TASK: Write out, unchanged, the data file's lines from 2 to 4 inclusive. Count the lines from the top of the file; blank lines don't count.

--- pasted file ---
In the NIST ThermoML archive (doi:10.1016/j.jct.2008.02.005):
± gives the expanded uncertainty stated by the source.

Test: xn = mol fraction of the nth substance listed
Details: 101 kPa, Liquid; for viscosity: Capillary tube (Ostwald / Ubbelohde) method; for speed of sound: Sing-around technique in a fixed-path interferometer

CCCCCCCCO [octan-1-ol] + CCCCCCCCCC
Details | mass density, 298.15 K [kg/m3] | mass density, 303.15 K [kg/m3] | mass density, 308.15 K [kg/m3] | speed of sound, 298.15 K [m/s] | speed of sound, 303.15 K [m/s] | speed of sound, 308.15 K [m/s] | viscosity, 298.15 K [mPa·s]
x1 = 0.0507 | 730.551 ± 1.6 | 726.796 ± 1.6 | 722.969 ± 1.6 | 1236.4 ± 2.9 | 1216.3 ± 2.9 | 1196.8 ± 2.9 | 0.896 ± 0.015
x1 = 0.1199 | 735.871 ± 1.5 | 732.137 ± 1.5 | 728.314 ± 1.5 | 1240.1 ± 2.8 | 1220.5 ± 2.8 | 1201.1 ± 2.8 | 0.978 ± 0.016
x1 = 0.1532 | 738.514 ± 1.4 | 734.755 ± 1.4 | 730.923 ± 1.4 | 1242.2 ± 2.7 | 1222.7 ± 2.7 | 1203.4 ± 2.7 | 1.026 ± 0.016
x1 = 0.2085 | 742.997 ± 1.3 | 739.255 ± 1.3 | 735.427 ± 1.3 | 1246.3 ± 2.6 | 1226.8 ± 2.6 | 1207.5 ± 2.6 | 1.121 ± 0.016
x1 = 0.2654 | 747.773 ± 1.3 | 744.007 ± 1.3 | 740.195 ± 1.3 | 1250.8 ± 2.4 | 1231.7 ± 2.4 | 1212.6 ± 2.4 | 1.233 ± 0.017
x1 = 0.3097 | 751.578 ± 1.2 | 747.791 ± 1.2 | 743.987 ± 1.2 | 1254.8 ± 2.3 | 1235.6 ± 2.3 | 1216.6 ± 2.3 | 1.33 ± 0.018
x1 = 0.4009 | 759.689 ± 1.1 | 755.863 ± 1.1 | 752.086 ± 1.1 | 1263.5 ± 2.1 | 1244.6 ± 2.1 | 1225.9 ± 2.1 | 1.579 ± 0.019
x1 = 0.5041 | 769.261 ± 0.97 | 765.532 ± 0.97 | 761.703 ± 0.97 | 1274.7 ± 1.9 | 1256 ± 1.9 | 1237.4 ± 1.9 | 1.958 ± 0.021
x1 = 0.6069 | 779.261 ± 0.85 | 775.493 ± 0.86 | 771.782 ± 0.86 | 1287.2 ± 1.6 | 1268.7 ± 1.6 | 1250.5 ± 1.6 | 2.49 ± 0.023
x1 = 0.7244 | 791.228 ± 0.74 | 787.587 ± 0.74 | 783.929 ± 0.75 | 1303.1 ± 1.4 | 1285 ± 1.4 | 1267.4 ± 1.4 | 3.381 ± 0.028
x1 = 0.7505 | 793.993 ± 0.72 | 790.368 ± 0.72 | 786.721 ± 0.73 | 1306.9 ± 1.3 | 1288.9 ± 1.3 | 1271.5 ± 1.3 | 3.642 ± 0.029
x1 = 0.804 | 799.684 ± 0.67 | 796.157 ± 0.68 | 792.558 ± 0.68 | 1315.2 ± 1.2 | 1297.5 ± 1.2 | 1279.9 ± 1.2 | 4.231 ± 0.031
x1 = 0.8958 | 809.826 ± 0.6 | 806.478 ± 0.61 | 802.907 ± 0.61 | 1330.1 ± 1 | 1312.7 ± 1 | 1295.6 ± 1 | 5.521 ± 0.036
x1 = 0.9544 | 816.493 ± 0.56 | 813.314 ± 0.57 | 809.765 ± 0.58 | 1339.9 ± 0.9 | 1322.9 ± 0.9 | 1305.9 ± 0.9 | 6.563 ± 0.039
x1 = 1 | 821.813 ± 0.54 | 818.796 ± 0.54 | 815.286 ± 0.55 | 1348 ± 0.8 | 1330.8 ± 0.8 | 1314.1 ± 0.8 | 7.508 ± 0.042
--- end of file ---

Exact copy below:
± gives the expanded uncertainty stated by the source.

Test: xn = mol fraction of the nth substance listed
Details: 101 kPa, Liquid; for viscosity: Capillary tube (Ostwald / Ubbelohde) method; for speed of sound: Sing-around technique in a fixed-path interferometer